“The SEC argument is that Covaxin would work as some sort of insurance against the UK variant, but I am completely unaware of any data on Covaxin’s efficacy on any strain of SARS-CoV-2, let alone any special efficacy against the variant strain. It is quite a stretch to say it would work against the UK variant,” said Dr Gagandeep Kang, a professor at Christian Medical College, Vellore, and one of India’s leading vaccine researchers who says she has no clue of what is happening

Experts regret that India, a major vaccine producer, could have taken a huge headstart in developing and manufacturing a shot, but failed to seize the lead in spring. 

India bars Oxford vaccine export

India will not allow export of the Oxford University-AstraZeneca coronavirus vaccine for several months, says the Serum Institute of India, which has contracted to make 1 billion doses for developing nations. The world’s biggest vaccine manufacturer, it is likely to make most of the doses destined for developing countries. The ban on exports, however, means that poorer nations will probably have to wait for months to receive their first shots as the export of vaccines for COVAX won’t begin until March or April. Set up by the World Health Organization, vaccine alliance GAVI and the Coalition for Epidemic Preparedness Innovations, COVAX will ensure equitable access to COVID-19 vaccines.

Serum Institute will sell the first 100 million doses of the vaccine at a “special price” of Rs 200 per dose, after which prices would rise. It will be sold in the open market at Rs 1,000 per dose. The shots could be delivered to Indian states where they are needed within seven to 10 days of the company finalising a deal with the Centre. The company planned to give 200-300 million doses to COVAX by December 2021, but will have to balance distribution of vaccines between India and COVAX.

More farmer talks today

A delegation of the protesting farmer leaders reached Vigyan Bhawan for talks with the Modi government on the revocation of the three farm laws. There is little chance of any breakthrough in these talks and the farmers have promised an escalation, and declared a programme that includes a tractor parade in Delhi on Republic Day.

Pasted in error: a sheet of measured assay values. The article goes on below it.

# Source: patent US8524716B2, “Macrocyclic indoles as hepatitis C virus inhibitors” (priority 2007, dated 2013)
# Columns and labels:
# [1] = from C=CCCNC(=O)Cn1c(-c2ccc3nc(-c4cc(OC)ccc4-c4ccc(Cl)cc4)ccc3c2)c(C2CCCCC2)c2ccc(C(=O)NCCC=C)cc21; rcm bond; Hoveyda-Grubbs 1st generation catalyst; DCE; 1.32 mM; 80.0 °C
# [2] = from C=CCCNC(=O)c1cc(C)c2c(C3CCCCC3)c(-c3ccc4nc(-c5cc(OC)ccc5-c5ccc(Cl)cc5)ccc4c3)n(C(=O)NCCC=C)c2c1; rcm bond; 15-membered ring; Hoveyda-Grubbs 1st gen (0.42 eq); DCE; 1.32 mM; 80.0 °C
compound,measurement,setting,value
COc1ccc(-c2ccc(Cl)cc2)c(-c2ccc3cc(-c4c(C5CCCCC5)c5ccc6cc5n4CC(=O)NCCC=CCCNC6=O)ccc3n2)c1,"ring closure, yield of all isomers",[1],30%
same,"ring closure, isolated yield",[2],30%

Waterlogged tents, soaked firewood and blankets, and extreme cold — farmers camping at Delhi’s borders in protest against new farm laws had a difficult morning on Sunday due to overnight rains. The continuous downpour waterlogged agitation venues and tents did not help much, according to protesters.

The Haryana police lobbed tear gas to stop protesting farmers camping on the Delhi-Jaipur highway near Bhudla-Sangwari village for the past three days after they reached Masani barrage near Dharuhera, 4 km from their last halt. A tractor caught fire during the clash but the blaze was doused by farmers. The protesters were adamant about going ahead, while the police had blocked the service lane. “We wanted to go to Delhi peacefully, but the police lobbed teargas shells and used force to stop us from moving ahead,” said a protesting farmer, adding that they had vowed to go to Delhi and would do it, come what may.

Farmers from Udham Singh Nagar district of Uttarakhand have started a free bus service to ferry farmers to Delhi. Buses will run on Mondays and Thursdays. 

Underground, the Chinese are in India’s midst

The deep economic recession and the poor financial position of the Modi government has compelled it to award a contract to a Chinese company for a vital section of the Delhi-Meerut Regional Rapid Transit System (RRTS), on which trains will run at 180 kmph. India has so far borrowed $1.5 billion (over Rs 10,000 crore) from the Asian Development Bank (ADB), Manila, and the New Development Bank, Shanghai, for the Delhi-Meerut RRTS. Both banks require that member nations be allowed to participate in tenders for projects funded by them. China is a member of both NDB and ADB, and the Shanghai Tunnel Engineering Company Ltd competed and won the tender for the construction of a 5.6-km underground stretch, from New Ashok Nagar to Sahibabad. The Chinese company’s quotation was a few crores lower than that of the Turkish company Gulermak.

The NDB has also extended a $241 million loan for the Mumbai Metro project, and Chinese companies will participate in its tenders as well. Despite the Modi government’s political estrangement from Turkey over Kashmir, Gulermak has completed the Lucknow Metro and is executing two major projects for the Pune Metro. Turkey is also a member of ADB and its companies will be in the race for contracts for all projects for which the Manila-based bank extends loans. Clearly, app ban nationalism is no match for globalised capital. 

Majoritarian vandals across borders

Days after communal violence broke out in parts of Madhya Pradesh when a group soliciting funds for the Ram temple in Ayodhya clashed with locals near a mosque in Mandsaur, authorities have imposed restrictions in parts of Mandsaur and Indore districts. Some arrests have been made. On Sunday, Chief Minister Shivraj Singh Chouhan said he would bring a new law against “stone pelters and vandals”, empowering the state to auction their assets to compensate for damage to public property or individuals. Vandals in neighbouring Pakistan attacked a temple. The Supreme Court there took suo motu notice of the egregious assault and the culprits have been booked.